Conflict in Assam

Published: July 28, 2012
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JUBAIL, SAUDI ARABIA: The ongoing ethnic-communal conflict between the Bodo tribes of Assam and the Muslim community has taken a dangerous turn, with violence spreading to several districts. Riots have already claimed 40 lives, while over 170,000 people from both communities have taken shelter in relief camps. Regardless of the fact about how the violence started and who instigated it, it must be noted that the real factors behind this confrontation are economic and cultural. The Bodo tribes want to maintain their, at present much-eroded, socio-cultural and ethnic identity. They do not want to give up their centuries-old land and forest rights to newcomers. Dirty vote-bank politics also plays a role wherein politicians turn a blind eye to illegal immigration from Bangladesh as people cross the Assam-Bangladesh porous border without much trouble.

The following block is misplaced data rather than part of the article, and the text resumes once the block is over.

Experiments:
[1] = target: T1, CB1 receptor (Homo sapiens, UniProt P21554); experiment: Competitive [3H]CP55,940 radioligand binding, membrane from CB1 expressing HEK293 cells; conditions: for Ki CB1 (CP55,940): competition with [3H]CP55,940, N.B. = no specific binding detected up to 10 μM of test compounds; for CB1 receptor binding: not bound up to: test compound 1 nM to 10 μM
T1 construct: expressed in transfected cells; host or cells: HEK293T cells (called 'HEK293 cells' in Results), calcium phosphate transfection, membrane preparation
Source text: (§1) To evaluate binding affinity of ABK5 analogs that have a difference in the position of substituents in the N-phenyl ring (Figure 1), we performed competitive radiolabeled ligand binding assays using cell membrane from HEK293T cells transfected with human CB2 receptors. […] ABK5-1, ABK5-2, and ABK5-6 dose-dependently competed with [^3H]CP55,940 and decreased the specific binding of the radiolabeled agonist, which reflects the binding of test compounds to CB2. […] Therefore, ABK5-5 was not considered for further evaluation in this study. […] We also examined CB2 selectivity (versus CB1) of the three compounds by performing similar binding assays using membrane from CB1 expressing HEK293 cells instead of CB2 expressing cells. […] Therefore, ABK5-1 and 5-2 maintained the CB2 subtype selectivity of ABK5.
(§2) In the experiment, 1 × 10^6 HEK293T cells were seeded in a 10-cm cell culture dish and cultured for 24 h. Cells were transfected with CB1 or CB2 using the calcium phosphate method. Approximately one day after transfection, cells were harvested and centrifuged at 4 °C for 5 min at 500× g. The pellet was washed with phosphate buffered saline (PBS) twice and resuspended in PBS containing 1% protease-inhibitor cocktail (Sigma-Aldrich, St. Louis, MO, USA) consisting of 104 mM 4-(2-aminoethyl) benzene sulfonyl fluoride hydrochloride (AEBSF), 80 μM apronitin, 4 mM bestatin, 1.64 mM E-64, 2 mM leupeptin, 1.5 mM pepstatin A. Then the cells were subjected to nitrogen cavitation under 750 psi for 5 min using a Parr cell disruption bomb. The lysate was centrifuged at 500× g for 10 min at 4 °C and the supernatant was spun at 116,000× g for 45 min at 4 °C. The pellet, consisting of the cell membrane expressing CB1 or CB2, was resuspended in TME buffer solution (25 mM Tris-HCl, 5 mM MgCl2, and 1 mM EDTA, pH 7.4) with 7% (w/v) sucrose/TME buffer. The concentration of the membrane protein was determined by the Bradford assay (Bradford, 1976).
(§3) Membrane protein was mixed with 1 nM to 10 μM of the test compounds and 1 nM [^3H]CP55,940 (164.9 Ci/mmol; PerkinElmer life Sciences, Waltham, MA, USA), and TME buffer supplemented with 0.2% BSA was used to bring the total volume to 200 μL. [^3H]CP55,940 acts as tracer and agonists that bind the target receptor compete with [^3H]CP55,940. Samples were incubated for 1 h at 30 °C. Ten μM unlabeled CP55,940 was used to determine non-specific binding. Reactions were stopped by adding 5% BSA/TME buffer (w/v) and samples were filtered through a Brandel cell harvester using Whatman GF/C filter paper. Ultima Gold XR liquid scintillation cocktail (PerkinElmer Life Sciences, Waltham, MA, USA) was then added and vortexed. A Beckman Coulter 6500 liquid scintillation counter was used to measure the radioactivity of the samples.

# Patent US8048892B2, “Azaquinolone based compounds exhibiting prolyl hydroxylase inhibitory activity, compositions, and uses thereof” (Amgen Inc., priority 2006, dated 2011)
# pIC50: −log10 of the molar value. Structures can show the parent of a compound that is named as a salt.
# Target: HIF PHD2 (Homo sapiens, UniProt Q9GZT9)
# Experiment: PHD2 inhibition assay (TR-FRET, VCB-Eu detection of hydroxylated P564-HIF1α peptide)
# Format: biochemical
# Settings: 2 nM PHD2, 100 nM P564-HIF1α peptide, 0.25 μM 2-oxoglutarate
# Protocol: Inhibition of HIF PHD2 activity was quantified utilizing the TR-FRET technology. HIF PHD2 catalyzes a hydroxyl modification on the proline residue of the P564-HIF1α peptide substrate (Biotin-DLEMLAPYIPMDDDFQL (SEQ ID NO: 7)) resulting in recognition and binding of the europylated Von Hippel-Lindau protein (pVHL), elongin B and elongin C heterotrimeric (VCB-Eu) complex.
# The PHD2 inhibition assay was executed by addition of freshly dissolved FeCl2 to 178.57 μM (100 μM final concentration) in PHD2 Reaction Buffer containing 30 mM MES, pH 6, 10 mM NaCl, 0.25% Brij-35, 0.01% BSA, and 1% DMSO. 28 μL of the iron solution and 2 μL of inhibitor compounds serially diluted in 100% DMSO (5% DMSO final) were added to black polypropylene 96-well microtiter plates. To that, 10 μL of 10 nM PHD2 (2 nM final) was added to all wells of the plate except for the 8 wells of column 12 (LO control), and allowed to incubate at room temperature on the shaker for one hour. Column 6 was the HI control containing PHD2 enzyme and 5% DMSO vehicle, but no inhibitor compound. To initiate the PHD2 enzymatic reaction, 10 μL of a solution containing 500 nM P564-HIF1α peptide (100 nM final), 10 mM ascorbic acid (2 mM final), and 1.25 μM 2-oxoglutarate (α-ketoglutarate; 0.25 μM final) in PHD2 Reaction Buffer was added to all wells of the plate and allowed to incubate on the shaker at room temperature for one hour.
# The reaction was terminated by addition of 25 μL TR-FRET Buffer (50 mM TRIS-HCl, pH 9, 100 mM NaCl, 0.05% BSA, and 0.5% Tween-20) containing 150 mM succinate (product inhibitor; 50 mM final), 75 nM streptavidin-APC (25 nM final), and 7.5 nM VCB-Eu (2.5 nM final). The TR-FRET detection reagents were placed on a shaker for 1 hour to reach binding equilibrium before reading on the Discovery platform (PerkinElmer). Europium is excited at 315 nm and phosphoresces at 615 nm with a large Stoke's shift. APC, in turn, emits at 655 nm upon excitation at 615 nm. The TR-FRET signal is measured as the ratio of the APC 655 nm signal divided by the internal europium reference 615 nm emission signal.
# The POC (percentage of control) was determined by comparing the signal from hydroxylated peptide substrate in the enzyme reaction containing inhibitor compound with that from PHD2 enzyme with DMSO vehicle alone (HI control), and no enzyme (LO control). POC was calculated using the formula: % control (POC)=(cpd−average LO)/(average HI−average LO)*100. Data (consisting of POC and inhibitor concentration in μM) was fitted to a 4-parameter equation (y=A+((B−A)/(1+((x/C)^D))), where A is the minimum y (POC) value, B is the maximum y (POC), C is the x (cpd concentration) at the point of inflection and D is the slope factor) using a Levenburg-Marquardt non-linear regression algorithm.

It’s high time that the state and central governments take steps to stop the infiltration in the border areas. A way to seal the border is to fence at least those locations where no physical control is possible. A fence between Indian and Pakistani controlled territory in the Kashmir valley has helped to reduce infiltration, which means there is less violence in the valley. Whenever an outside group of different ethnicity or religious background grows to the extent that it starts impacting adversely on the indigenous population’s economic rights, it is natural for the locals to feel insecure and intimidated. India needs to get Bangladesh on board to start fencing of the border; it’s a pre-requisite if ever violence is to be curbed in Assam.

Masood Khan

Published in The Express Tribune, July 29th, 2012.

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